Chemotherapy effects your whole body. The parts of your body that are most often effected by chemotherapy include the digestive tract, hair follicles, bone marrow, the mouth and the reproductive system. Along with physical changes to your body such as hair loss, you may also experience internal changes and symptoms like fatigue, light headedness, difficulty thinking, feeling cold and general weakness. These symptoms are often a result of the reduction in red blood cells that may occur as a result of chemotherapy, putting you at risk of developing anaemia.
Some of the drugs you need to take during chemotherapy may also affect the nerves in your hands and feet. This condition is called peripheral neuropathy. You may experience symptoms like tingling or numbness or feeling pins and needles. While this is usually temporary, it can be permanent.
When you are undergoing chemotherapy, you may experience thrombocytopenia. Thrombocytopenia occurs when you have a low platelet (cell) count in your blood. This makes it difficult for your blood to clot, causing you to bruise and bleed easily. The symptoms of thrombocytopenia include nosebleeds, blood in vomit and blood in stools.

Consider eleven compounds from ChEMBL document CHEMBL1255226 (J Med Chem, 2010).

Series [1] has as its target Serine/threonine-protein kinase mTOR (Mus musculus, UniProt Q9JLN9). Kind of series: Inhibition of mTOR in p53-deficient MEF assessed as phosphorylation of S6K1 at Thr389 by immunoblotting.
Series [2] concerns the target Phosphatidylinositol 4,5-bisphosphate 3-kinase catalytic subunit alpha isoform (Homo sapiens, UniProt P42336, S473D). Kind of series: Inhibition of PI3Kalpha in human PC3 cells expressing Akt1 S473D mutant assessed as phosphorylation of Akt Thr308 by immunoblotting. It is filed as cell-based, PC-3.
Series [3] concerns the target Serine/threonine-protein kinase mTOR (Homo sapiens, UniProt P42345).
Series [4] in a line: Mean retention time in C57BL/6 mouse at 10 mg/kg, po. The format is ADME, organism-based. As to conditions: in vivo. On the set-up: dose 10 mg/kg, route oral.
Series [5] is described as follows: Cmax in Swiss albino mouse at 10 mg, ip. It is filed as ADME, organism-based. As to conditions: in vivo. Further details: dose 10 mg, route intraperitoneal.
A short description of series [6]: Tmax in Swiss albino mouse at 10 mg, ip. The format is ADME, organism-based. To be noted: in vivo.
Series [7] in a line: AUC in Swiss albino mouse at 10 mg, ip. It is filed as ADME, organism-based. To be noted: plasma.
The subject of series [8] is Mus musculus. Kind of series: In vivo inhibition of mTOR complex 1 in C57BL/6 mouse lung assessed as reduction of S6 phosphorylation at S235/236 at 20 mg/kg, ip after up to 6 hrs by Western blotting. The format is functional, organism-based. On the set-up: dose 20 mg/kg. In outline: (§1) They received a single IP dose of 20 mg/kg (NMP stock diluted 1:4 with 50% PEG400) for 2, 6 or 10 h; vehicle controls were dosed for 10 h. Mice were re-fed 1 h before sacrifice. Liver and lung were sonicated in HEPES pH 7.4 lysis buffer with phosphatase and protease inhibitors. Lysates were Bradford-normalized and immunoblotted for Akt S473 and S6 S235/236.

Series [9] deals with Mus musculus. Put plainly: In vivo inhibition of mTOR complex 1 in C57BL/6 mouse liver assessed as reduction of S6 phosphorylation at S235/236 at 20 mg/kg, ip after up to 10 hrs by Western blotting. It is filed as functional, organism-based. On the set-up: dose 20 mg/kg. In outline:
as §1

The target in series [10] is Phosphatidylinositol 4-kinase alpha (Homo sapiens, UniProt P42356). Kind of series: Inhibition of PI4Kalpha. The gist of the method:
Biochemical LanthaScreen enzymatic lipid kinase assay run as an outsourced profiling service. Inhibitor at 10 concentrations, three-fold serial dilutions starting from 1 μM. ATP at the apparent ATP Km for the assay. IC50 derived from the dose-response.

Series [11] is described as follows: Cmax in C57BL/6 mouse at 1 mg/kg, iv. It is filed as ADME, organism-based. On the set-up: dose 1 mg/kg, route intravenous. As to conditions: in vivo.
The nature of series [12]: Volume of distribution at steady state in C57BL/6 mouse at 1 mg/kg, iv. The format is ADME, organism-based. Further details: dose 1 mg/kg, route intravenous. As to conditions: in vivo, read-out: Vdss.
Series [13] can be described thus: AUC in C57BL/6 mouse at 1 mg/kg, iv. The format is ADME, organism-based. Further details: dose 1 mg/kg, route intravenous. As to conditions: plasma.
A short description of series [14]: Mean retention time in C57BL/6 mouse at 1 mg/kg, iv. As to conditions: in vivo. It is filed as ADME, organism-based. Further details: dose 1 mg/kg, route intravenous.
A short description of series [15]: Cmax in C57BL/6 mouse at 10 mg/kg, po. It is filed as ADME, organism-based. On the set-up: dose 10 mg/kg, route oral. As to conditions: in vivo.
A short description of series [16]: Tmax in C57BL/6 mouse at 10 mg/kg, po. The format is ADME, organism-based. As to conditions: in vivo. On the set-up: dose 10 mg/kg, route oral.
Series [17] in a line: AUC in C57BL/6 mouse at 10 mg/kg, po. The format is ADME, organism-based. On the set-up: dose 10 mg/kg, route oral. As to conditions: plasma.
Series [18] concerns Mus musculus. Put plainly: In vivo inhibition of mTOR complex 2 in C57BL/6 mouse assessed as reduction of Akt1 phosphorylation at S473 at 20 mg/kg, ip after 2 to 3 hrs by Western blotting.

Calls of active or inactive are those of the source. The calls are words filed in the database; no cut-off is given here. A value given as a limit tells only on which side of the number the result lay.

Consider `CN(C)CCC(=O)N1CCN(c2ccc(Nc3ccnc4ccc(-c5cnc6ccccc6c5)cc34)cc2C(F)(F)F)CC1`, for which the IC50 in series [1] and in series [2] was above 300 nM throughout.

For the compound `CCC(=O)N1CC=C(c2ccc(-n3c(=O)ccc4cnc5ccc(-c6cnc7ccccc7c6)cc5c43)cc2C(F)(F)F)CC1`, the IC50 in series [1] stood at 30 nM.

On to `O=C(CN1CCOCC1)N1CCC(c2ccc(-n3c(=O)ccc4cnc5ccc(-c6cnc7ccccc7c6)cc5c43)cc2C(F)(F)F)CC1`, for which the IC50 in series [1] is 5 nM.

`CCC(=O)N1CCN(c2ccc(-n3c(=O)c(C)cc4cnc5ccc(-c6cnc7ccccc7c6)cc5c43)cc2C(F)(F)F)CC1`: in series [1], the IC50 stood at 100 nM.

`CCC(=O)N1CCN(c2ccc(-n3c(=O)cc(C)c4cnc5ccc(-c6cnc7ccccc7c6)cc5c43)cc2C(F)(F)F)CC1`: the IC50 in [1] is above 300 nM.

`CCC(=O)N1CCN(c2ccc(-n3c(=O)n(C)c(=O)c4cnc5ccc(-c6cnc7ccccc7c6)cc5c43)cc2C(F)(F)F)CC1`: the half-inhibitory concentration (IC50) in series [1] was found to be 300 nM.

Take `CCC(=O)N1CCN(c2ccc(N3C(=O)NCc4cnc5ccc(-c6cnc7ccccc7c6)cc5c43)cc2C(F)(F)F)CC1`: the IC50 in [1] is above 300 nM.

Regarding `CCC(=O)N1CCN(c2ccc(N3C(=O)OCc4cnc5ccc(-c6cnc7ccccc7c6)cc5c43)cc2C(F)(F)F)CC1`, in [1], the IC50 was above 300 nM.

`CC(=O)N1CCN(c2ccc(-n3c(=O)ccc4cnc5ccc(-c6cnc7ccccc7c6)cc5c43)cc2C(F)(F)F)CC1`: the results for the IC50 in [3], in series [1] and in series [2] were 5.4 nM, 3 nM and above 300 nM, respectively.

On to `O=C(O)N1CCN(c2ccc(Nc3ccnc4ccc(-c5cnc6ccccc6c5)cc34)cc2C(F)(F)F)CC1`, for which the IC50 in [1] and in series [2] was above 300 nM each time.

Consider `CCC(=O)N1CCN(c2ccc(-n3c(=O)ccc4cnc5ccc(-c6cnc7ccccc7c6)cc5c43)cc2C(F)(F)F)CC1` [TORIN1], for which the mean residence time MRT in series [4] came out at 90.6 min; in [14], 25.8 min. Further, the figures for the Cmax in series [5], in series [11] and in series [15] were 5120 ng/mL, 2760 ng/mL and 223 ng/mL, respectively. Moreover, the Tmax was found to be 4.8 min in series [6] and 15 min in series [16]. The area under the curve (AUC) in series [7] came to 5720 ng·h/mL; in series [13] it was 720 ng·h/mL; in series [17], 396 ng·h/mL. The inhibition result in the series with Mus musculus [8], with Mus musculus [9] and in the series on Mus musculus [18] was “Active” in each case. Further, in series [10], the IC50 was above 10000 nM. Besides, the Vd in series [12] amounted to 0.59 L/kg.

Chemotherapy can affect your hormone levels. In men, low testosterone is one of the most common hormonal issues you may experience when undergoing chemotherapy. Having low testosterone can have several effects on your body including reduced libido, low sperm count, erectile dysfunction, and gynecomastia (developing male breasts). These conditions can occur if a man’s testosterone levels are low resulting in higher than normal estrogen activity. If these conditions do not subside after chemotherapy, your hormone levels can be addressed with treatments that rebalance the levels of testosterone and estrogen in your body.
Sexual side effects
With the effect that chemotherapy can have on your hormone levels, you may feel disinterested in sex and experience other sexual side effects. These other effects include:
- erectile dysfunction;
- difficulty climaxing;
- orgasm without discharge (dry orgasm);
- weaker/less satisfying orgasms;
- pain during sex;
- less energy for sexual activity; and
- feeling less attractive.
Men may also experience a decrease in libido and have difficulty with sex due to the damage to nerves that some chemotherapy drugs can cause. Damage to the nerves as a result of chemotherapy drugs is called neurotoxicity. This can affect your ability to get and keep an erection. Based on the drugs you are prescribed; your medical professional will be able to discuss with you whether you are at risk of this side effect.
Understanding the effects of chemotherapy on your mental and physical health is important for making an informed decision about how to move forward with treatment. While some of these side effects are confronting, there are things you can do to improve your quality of life as you undergo treatment. Speak to your medical professional about your treatment and the side effects you are most at risk of experiencing as you make a decision about your treatment.